Running Sustainably

Ed Ayres, author of The Longest Race, draws a metaphorical comparison between running endurance and societal sustainability. He writes, 
"We are by nature the most enduring, patient, and envisioning of all species. But our culture has seduced us away from that nature. There are communities that have instinctively resisted that seduction — “slow food,” hiking, trout fishing, meditation, violin-playing, gardening, reading, bird-watching, trail running. But to have hope of a truly enduring future, our whole global enterprise will need to slow down — in its addictive consumption and grasping for quick rewards — and begin to find a rhythm for the long run".
This resonates with me. I have always thought of running as a kind of exemplar for how I live my life (setting goals; being determined and working hard; pushing through difficulty; finding joy in simple things), but I never considered extending the metaphor this far. In the book - which I have yet to read, but will be on my bookshelf once it is released next week - Ayres is describing an ultra-marathon trail race and linking the preparation for and execution of the run to this bigger picture. It's an interesting linkage, and it makes me reflect on the notion that the way you choose to run can be representative of your wider beliefs about sustainable living. Take for instance the runner who buys all of the latest, expensive gear - often made in developing countries - and flies around the world to exotic destinations to race. Is this sustainable? I don't subscribe to the consumerism of stocking up on gear (except for new shoes every year, I have been running in the same clothes for the last 10 years, and I run with the same Timex watch that I got as a Christmas present when I was 20). I have, however, traveled to marathons just to be part of the atmosphere and history of running some of the majors like Chicago and Boston. In recent years, I have been limiting myself to local races, but could I resist the allure of running an ultra-marathon in Iceland one day, for example? Not likely, as it is somewhere I have always wanted to go and a challenge I would love to undertake.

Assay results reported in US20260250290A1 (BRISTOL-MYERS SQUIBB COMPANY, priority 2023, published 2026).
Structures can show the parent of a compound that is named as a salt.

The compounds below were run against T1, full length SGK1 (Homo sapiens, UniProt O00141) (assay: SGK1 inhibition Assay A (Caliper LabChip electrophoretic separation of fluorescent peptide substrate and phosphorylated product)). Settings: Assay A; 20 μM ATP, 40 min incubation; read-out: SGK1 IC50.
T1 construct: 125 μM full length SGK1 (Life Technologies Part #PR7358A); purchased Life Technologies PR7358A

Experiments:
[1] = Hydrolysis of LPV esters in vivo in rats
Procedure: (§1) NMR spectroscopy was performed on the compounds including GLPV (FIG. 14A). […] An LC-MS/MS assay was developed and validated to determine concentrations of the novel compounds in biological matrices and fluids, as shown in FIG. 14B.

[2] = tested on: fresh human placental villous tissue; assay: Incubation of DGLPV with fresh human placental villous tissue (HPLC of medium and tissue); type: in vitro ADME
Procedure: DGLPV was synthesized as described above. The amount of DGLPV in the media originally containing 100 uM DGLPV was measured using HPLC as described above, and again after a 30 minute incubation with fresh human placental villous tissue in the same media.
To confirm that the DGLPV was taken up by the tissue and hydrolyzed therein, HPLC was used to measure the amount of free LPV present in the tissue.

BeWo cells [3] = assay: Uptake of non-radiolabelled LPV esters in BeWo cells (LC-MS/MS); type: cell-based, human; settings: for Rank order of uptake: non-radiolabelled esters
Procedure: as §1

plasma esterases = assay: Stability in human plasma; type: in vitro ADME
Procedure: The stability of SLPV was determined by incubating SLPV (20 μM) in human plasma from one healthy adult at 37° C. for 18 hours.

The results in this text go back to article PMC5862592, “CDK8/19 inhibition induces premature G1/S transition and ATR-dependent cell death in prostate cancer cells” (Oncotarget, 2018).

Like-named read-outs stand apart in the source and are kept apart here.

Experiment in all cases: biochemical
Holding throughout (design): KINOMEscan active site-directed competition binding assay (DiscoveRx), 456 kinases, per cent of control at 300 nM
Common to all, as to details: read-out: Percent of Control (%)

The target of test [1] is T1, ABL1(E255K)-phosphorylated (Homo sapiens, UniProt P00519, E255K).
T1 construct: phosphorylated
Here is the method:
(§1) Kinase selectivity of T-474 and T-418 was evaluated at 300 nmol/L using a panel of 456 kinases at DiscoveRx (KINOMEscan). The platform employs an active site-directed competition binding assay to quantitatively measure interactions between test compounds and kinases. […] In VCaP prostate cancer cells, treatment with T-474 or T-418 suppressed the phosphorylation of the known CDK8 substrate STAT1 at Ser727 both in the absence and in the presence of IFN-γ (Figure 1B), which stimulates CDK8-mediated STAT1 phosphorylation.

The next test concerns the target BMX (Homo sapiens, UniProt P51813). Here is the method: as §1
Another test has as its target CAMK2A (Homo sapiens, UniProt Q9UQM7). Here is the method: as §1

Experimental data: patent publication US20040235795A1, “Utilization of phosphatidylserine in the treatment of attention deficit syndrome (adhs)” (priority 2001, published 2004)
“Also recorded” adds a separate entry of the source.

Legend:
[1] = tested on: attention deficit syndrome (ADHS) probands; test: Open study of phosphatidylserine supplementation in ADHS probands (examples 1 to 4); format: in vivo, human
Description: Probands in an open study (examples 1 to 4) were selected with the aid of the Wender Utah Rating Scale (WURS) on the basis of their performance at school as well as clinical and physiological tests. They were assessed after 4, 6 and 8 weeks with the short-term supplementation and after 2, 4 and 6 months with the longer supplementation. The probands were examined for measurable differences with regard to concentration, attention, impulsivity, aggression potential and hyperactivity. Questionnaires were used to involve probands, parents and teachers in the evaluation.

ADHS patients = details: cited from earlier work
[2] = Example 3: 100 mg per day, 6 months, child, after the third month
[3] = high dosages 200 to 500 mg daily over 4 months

I think it boils down to this: in running, as in other aspects of our lives, we do the best we can and we do everything with awareness. Part of the problem with the "addictive consumption" that Ayres refers to is that people so often live their lives in ignorant bliss of the environmental and social consequences of their actions. Once you become mindful of the impact of your choices, you are more likely to make the right ones most of the time. In other words, when I finally get to Iceland, I'll offset the carbon emissions of my flight there in some other way - and in that race I will find a rhythm for the long run in a unique and inspiring landscape.                    

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